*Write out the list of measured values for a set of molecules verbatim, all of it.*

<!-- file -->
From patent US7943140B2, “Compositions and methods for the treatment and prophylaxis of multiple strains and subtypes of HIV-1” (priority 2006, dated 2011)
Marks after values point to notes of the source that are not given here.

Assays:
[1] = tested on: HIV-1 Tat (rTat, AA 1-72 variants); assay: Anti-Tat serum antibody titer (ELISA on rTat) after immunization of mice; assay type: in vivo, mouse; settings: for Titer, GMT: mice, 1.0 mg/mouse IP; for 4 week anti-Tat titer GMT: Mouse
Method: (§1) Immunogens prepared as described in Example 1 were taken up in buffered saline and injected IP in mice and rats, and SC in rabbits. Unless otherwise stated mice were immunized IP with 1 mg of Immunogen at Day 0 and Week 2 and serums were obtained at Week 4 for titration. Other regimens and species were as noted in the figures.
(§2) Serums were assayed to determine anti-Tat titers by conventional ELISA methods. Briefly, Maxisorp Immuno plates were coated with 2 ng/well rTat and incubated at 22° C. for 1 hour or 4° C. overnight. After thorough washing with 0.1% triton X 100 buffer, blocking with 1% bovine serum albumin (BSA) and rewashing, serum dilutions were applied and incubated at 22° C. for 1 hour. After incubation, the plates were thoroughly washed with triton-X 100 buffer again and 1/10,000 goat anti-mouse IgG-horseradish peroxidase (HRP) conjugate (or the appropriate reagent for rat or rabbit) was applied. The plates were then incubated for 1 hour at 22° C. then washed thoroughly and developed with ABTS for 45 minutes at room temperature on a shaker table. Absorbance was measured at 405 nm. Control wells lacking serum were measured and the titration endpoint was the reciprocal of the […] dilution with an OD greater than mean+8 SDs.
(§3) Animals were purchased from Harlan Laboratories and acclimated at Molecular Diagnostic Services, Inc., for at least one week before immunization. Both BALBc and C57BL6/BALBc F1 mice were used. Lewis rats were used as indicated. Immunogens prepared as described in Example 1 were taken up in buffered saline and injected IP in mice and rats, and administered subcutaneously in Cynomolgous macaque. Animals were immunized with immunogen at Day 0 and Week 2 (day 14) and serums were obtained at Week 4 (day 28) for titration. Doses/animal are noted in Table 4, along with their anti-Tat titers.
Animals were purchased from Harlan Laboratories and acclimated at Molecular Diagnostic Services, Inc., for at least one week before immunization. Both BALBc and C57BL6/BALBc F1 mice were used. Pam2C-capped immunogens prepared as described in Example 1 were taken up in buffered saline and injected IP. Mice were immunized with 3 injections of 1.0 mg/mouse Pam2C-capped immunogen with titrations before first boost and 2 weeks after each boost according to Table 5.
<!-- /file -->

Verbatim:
From patent US7943140B2, “Compositions and methods for the treatment and prophylaxis of multiple strains and subtypes of HIV-1” (priority 2006, dated 2011)
Marks after values point to notes of the source that are not given here.

Assays:
[1] = tested on: HIV-1 Tat (rTat, AA 1-72 variants); assay: Anti-Tat serum antibody titer (ELISA on rTat) after immunization of mice; assay type: in vivo, mouse; settings: for Titer, GMT: mice, 1.0 mg/mouse IP; for 4 week anti-Tat titer GMT: Mouse
Method: (§1) Immunogens prepared as described in Example 1 were taken up in buffered saline and injected IP in mice and rats, and SC in rabbits. Unless otherwise stated mice were immunized IP with 1 mg of Immunogen at Day 0 and Week 2 and serums were obtained at Week 4 for titration. Other regimens and species were as noted in the figures.
(§2) Serums were assayed to determine anti-Tat titers by conventional ELISA methods. Briefly, Maxisorp Immuno plates were coated with 2 ng/well rTat and incubated at 22° C. for 1 hour or 4° C. overnight. After thorough washing with 0.1% triton X 100 buffer, blocking with 1% bovine serum albumin (BSA) and rewashing, serum dilutions were applied and incubated at 22° C. for 1 hour. After incubation, the plates were thoroughly washed with triton-X 100 buffer again and 1/10,000 goat anti-mouse IgG-horseradish peroxidase (HRP) conjugate (or the appropriate reagent for rat or rabbit) was applied. The plates were then incubated for 1 hour at 22° C. then washed thoroughly and developed with ABTS for 45 minutes at room temperature on a shaker table. Absorbance was measured at 405 nm. Control wells lacking serum were measured and the titration endpoint was the reciprocal of the […] dilution with an OD greater than mean+8 SDs.
(§3) Animals were purchased from Harlan Laboratories and acclimated at Molecular Diagnostic Services, Inc., for at least one week before immunization. Both BALBc and C57BL6/BALBc F1 mice were used. Lewis rats were used as indicated. Immunogens prepared as described in Example 1 were taken up in buffered saline and injected IP in mice and rats, and administered subcutaneously in Cynomolgous macaque. Animals were immunized with immunogen at Day 0 and Week 2 (day 14) and serums were obtained at Week 4 (day 28) for titration. Doses/animal are noted in Table 4, along with their anti-Tat titers.
Animals were purchased from Harlan Laboratories and acclimated at Molecular Diagnostic Services, Inc., for at least one week before immunization. Both BALBc and C57BL6/BALBc F1 mice were used. Pam2C-capped immunogens prepared as described in Example 1 were taken up in buffered saline and injected IP. Mice were immunized with 3 injections of 1.0 mg/mouse Pam2C-capped immunogen with titrations before first boost and 2 weeks after each boost according to Table 5.